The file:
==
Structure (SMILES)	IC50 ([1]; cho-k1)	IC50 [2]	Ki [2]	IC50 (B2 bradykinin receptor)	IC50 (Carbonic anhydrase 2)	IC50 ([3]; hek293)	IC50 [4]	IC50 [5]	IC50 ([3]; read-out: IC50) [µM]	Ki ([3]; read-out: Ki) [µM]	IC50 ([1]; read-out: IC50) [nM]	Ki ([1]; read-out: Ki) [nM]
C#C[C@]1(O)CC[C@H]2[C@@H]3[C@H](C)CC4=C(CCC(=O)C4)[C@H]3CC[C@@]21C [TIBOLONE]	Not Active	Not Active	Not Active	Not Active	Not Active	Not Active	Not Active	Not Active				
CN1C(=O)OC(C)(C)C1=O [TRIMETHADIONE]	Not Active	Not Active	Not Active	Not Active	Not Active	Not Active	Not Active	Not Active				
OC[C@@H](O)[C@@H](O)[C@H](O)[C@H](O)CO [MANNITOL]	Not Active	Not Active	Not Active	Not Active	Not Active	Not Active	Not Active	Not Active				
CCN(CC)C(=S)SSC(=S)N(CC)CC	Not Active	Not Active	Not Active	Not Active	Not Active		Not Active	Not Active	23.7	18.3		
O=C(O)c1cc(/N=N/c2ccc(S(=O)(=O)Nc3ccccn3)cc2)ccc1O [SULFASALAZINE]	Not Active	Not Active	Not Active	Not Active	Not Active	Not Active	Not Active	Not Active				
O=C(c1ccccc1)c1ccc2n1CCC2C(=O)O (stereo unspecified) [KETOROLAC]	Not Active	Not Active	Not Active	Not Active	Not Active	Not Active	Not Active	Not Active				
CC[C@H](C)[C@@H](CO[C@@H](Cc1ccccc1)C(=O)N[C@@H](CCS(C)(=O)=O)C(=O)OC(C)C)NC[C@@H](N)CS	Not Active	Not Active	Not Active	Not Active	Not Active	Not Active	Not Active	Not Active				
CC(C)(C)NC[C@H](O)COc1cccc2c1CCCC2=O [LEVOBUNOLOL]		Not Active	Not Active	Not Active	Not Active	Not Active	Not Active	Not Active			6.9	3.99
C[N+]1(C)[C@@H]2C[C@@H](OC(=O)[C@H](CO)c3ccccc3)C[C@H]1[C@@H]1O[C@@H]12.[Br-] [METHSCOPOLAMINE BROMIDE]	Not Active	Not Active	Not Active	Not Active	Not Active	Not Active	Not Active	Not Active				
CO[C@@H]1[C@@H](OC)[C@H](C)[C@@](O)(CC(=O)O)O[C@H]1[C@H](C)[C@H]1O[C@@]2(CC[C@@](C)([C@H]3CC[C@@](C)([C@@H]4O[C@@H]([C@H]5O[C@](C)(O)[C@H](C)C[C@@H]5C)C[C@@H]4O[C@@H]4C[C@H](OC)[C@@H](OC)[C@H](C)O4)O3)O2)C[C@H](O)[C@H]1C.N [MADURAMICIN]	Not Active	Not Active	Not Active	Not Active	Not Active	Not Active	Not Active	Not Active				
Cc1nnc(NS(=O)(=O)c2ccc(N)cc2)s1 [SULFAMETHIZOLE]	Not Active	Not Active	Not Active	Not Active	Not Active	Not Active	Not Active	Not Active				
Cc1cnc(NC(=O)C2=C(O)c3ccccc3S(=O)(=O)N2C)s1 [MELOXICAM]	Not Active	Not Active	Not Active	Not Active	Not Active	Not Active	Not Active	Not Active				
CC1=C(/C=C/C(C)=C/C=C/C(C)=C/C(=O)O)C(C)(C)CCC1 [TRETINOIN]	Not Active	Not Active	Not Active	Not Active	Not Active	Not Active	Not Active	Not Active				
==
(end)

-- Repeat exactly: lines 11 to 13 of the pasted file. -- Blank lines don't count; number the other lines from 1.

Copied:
CO[C@@H]1[C@@H](OC)[C@H](C)[C@@](O)(CC(=O)O)O[C@H]1[C@H](C)[C@H]1O[C@@]2(CC[C@@](C)([C@H]3CC[C@@](C)([C@@H]4O[C@@H]([C@H]5O[C@](C)(O)[C@H](C)C[C@@H]5C)C[C@@H]4O[C@@H]4C[C@H](OC)[C@@H](OC)[C@H](C)O4)O3)O2)C[C@H](O)[C@H]1C.N [MADURAMICIN]	Not Active	Not Active	Not Active	Not Active	Not Active	Not Active	Not Active	Not Active				
Cc1nnc(NS(=O)(=O)c2ccc(N)cc2)s1 [SULFAMETHIZOLE]	Not Active	Not Active	Not Active	Not Active	Not Active	Not Active	Not Active	Not Active				
Cc1cnc(NC(=O)C2=C(O)c3ccccc3S(=O)(=O)N2C)s1 [MELOXICAM]	Not Active	Not Active	Not Active	Not Active	Not Active	Not Active	Not Active	Not Active				